Getting Your Financial House in Order
While investing is the focal point to achieving and maintaining long term financial security, investing should not be viewed in isolation of other important financial matters.
For many individuals and families, financial planning can be daunting because it is complex and requires dealing with multiple issues related to lifestyle, family obligations, and legacy. Planning ahead can provide a simple blueprint with key steps to the next stage of your life.
Whether you do-it-yourself or work with an experienced financial advisor, with careful planning, you can move steadily closer to attaining your financial goals.
Getting Your Financial House in Order
1. Establishing and defining the client-planner relationship - The financial advisor explains or documents the services to be provided and defines his or her responsibilities along with the responsibilities of the client. The advisor explains how he or she will be paid and by whom. The adviser and client should agree on how long the relationship will last and on how decisions will be made.
2. Gathering client data and determining goals and expectations - The financial advisor asks about the client's financial situation, personal and financial goals and attitude about risk. The advisor gathers all necessary documents at this stage before giving advice.
3. Analyzing and evaluating the client's financial status - The financial advisor analyzes client information to assess his or her current situation and determine what must be done to achieve the client's goals. Depending on the services requested, this assessment could include analyzing the client's assets, liabilities and cash flow, current insurance coverage, investments or tax strategies.
4. Developing and presenting the financial planning recommendations and/or alternatives - The financial adviser offers financial planning recommendations that address the client's goals, based on the information the client provided. The adviser reviews the recommendations with the client to allow the client to make informed decisions. The adviser listens to client concerns and revises recommendations as appropriate.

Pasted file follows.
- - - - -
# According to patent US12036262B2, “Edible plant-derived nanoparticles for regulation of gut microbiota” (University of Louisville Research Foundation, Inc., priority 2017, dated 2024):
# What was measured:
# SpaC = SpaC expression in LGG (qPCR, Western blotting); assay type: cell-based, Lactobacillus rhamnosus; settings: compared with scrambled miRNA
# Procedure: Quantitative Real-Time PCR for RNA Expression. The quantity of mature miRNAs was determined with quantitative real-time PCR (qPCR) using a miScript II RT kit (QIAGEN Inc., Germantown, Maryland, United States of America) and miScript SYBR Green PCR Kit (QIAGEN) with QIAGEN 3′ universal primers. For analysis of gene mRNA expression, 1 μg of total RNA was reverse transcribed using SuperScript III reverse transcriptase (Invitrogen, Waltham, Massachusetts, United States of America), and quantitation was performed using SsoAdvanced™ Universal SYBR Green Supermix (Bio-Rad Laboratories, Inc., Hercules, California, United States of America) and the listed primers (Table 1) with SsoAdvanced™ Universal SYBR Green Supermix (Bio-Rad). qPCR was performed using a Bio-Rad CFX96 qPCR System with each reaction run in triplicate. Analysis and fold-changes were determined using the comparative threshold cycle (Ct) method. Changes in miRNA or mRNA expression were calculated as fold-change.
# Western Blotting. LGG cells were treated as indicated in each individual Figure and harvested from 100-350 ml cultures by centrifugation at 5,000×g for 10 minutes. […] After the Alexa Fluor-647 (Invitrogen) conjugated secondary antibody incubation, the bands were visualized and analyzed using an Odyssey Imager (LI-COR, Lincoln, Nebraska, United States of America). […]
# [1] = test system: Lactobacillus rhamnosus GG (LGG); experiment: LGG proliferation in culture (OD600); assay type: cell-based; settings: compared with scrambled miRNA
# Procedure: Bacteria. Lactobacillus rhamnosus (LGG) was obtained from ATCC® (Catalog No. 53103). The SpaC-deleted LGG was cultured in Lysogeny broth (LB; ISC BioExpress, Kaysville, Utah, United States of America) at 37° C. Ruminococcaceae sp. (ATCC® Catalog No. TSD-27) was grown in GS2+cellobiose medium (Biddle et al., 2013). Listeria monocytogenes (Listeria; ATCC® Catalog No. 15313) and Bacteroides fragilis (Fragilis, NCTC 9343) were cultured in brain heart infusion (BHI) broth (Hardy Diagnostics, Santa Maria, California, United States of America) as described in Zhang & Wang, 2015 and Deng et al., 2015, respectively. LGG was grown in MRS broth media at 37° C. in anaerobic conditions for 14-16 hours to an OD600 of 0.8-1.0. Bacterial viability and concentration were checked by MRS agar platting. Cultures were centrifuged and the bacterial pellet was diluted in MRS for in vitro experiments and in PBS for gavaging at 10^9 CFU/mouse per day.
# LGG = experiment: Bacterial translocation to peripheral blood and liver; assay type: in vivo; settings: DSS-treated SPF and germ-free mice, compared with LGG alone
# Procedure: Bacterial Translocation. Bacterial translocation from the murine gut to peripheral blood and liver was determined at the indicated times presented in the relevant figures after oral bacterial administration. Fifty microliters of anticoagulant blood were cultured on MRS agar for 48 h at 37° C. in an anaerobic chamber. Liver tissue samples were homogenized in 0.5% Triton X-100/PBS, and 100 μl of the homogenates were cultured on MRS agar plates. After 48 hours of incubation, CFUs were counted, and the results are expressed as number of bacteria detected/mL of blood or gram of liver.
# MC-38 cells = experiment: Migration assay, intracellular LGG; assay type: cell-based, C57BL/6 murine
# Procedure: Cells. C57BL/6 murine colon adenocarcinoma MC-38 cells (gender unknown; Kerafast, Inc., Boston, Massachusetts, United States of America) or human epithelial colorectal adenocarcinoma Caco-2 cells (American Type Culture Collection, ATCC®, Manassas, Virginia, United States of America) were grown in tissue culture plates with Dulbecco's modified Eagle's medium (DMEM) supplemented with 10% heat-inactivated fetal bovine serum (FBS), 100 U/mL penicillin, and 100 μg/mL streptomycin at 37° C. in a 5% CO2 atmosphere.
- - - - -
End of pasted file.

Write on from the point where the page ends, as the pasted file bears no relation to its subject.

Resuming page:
5. Implementing the financial planning recommendations - The adviser and client agree on how recommendations will be carried out. The adviser may carry out the recommendations for the client or serve as a "coach,” coordinating the process with the client and other professionals such as attorneys or stockbrokers.
6. Monitoring the financial planning recommendations - The client and financial adviser agree upon who will monitor the client's progress toward goals. If the adviser is involved, he or she should report to the client periodically to review the situation and adjust recommendations as needed.
Finding a Competent Financial Advisor
What constitutes the right of kind of advisor for you depends on your needs. If you want to be assured of getting objective advice, use a fee only adviser -- but be prepared to pay for the service. A fee only advisor usually, but not always, is in the business solely to provide you with independent advice. That's often what you need, particularly if you use a financial adviser infrequently. That doesn't mean a planner who earns commissions should be avoided, so long as you understand that there may be a conflict of interest. Look around; there are many excellent financial advisors – both fee-based and commission – in your community.
If the relationship is not working out. It is amazing how many people dislike or distrust their advisers, particularly their investment advisors, yet continue to do business with them. If you are not satisfied with one of your advisers, it may be because you have not taken an active role in the relationship. First, try to resolve the problem, but if it persists, do not hesitate to make a change.